the edges matters for the MST.)
\item Suppose graph $G$ has integer weights in the range
$\{1, . . . , W\}$, where $W \geq 2$. Let $G_i$ be the edges of
weight at most $i$, and $\kappa_i$ be the number of components in
$G_i$. Then show that the MST in $G$ has weight exactly $n − W + \sum_{i= i}^{W−1}
\kappa_i$ .
\item Show that running (the contraction version of) Boruvka (where
we contract components and clean up after every round) on a planar
graph runs in linear time $O(m)$. Hint: a simple planar graph on n
vertices has at most $3n − 6$ edges.
\item Show that running $\log \log n$ rounds of Boruvka, followed by
the Fibonacci heaps implementation of Prim’s, gives an
$O(m \log \log n)$ time algorithm for MSTs.
\end{enumerate}
\end{homeworkExercise}
\begin{homeworkExercise}{Exercises about arborescences (directed spanning trees).}
\begin{enumerate}[label=\alph*.]
\item In the rooted min-cost arborescence problem, given a digraph
$G = (V, A)$ with edge weights $w_e$ and a root $r \in V$ , we
want to find the min-cost $r$-arborescence. In the unrooted
min-cost arborescence problem, given a digraph $G = (V, A)$ with
edge weights $w_e$, we want to find the min-cost arborescence in
the graph, regardless of which vertex it is rooted at.
Show these problems are equivalent. I.e., given an algorithm for
one problem, show how to solve the other problem. Your (simple)
reductions should take linear time.
\item Give a deterministic linear-time algorithm for finding a
min-cost $r$-arborescence in a DAG (if one exists).
\item For a digraph $G$, consider two arc-weight functions $w_1$
and $w_2$ such that
%
\[w_1(a) \leq w_1(a') \iff w_2(a) \leq w_2(a')\]
%
for all arcs $a, a' \in E$. Give an example to show that the
min-cost arborescences w.r.t. $w_1$ and $w_2$ may be different.
\item Show an instance where $a$ is the heaviest arc in $G$, and
there exist $r$-arborescences that do not use $a$ but the
cheapest $r$-arborescence uses $a$. (This is not possible for
MSTs.)
\end{enumerate}
\end{homeworkExercise}
\begin{homeworkProblem}{(Yao’s $O(m \log \log n)$-time MST
Algorithm)}. The idea behind this algorithm: in Boruvka’s
algorithm we scan all the edges in the graph in each pass, and
we should avoid this repetition. Assume that $G$ is a connected
simple graph, and edge weights are distinct.
\begin{enumerate}[label=\alph*.]
\item Suppose for each vertex, the edges adjacent to that vertex
are stored in non-decreasing order of weights. Show a slight
variant of Boruvka’s algorithm that runs in time
$O(m + n \log n)$ time.
\item ($k$-partial sorting) Given a parameter $k$ and a list of
$N$ numbers, give an $O(N \log k)$-time algorithm that partitions
this list into $k$ groups $g_1, g_2, . . . , g_k$ of size at most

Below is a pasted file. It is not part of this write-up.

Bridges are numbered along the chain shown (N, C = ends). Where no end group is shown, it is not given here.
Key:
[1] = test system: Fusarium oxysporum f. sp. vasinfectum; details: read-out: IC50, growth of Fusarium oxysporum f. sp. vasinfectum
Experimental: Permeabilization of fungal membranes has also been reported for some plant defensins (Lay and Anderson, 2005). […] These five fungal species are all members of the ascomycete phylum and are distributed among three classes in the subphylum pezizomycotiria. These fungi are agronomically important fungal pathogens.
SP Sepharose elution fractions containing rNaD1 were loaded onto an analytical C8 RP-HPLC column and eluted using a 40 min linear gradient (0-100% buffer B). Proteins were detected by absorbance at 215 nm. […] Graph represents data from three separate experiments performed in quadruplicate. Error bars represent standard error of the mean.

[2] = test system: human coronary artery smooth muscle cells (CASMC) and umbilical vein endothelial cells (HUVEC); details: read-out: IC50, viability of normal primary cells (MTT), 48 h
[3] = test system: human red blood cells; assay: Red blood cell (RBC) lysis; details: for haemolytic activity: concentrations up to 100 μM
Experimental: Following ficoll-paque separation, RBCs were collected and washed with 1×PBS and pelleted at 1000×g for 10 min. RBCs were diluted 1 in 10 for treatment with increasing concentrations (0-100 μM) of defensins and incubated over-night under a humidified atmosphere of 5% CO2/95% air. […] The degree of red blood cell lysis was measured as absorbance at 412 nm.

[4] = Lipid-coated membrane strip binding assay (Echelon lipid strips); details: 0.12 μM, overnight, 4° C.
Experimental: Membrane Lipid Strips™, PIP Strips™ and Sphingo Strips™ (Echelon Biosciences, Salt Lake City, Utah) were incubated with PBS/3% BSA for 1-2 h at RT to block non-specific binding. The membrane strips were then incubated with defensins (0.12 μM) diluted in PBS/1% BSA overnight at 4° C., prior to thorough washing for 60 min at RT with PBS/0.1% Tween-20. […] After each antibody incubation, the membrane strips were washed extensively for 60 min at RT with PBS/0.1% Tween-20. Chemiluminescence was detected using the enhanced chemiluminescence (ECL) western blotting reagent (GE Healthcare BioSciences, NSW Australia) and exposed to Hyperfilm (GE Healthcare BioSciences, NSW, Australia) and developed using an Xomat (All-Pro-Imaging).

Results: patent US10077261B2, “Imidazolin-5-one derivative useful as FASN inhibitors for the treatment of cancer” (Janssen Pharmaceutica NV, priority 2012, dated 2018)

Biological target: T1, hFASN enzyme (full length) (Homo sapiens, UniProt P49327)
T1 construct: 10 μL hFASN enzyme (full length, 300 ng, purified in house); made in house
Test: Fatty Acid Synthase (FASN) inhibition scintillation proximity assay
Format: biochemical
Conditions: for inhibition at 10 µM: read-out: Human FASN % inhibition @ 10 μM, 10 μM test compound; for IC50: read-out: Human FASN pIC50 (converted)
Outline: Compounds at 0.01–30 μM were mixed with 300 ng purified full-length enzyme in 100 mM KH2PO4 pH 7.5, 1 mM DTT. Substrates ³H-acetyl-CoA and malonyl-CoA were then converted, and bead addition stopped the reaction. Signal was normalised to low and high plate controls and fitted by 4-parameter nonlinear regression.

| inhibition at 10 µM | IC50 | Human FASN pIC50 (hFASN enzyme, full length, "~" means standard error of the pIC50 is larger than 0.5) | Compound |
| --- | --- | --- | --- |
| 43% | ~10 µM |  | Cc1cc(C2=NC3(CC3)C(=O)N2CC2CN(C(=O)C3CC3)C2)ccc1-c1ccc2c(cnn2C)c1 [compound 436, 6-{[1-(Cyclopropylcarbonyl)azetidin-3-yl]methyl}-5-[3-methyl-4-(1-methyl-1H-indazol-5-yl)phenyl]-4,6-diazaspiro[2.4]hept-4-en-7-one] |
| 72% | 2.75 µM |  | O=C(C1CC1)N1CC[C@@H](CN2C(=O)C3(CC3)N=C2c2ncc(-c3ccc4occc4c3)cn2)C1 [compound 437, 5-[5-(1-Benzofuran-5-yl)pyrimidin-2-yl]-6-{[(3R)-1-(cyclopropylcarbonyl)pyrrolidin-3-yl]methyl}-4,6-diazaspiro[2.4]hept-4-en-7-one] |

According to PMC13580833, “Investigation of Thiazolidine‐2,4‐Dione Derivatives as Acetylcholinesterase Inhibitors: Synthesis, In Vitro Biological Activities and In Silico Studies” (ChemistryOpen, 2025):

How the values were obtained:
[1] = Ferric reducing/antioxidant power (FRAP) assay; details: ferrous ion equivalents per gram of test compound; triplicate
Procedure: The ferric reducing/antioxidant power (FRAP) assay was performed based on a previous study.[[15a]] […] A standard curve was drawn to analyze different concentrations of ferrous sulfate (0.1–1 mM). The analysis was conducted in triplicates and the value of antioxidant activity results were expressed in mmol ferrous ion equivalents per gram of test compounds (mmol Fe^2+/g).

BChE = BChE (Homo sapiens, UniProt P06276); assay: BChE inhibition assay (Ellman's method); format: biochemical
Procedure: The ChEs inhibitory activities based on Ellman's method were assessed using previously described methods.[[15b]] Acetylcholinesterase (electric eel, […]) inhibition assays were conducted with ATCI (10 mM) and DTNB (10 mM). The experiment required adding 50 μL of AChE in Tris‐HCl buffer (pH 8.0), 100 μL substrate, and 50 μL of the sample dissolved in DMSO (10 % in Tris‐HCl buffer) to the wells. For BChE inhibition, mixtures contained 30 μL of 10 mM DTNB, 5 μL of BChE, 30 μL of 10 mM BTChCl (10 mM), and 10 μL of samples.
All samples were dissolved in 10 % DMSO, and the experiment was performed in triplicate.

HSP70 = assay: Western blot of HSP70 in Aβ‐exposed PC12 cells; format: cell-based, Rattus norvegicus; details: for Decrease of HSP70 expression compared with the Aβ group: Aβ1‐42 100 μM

$\lceil N/k\rceil$ each such that all elements in $g_i$ are smaller than those
in $g_{i+1}$ for each $i$.
\item Adapt your algorithm from the first part above to handle
the case where the edges adjacent to each vertex are not
completely sorted but only $k$-partially-sorted. Ideally, your
run-time should be $O(\frac{ m}{ k} \log n + n \log n)$.
\item Use the two parts above (setting $k = \log
n)$, preceded by some additional rounds of Boruvka, to give an
$O(m \log \log n)$-time MST algorithm.
\end{enumerate}
\end{homeworkProblem}
\begin{homeworkProblem}{(Fun with Boruvka) }
In this problem, we will tie up some loose ends from lecture:
\begin{enumerate}[label=\alph*.]
\item (Linear-time Cleanup) Show how to implement the “shrink”
algorithm in $O(m)$ time. This algorithm takes as input a
graph $G = (V, E)$ with some of the edges colored blue, and
outputs a new graph $G' = (V' , E' )$ in which each vertex
$v_C\in V'$ corresponds to a blue connected component $C$ in
$G$, there are no self-loops, and there is a (single) edge $e_C
= (v_C, v'_C)$ if there exists an edge between the
corresponding components $C, C'$ in $G$. Moreover, the weight of
edge $(v_C, v'_C) = \min_{\substack{\{x,y\}\in E:\\x\in C\\y\in C'}} w_{x,y}$.
\item (Tighter Boruvka) Consider the naive implementation of
Boruvka’s algorithm, which for each node in the current
graph picks the cheapest edge incident to the node, and then
shrinks the graph (as in the previous part). We saw in
Lecture \#1 that since we spend $O(m)$ time per round, and
there are $\leq \log_2 n$ rounds, the algorithm takes
$O(m \log n)$ time. Show a tighter bound of
$\min\{O(n^2), O(m(1 + \log \frac{n^2}{m}))\}$.
\item (Boruvka on a tree) Suppose $T = (V, E)$ is a tree on
$n$ vertices, and we run Boruvka’s algorithm on $T$. (Let
$V_1 = V$ be the original vertices at the beginning of round
1, $V_i$ be the vertices in round $i$, and say there $L$
rounds so that $|V_{L+1}| = 1$). We build a tree $T'$ as
follows: the vertices are the union of all the $V_i$. There
is an edge from $v \in V_i$ to $w \in V_{i+1}$ if the vertex
$v$ belongs to a component in round $i$ that is contracted
to form $w \in V_{i+1}$; the weight of this edge $(v, w)$ is
the min-weight edge out of $v$ in round $i$. (Note that all
vertices in $V$ are now leaves in $T'$ .)
For nodes $u, v$ in a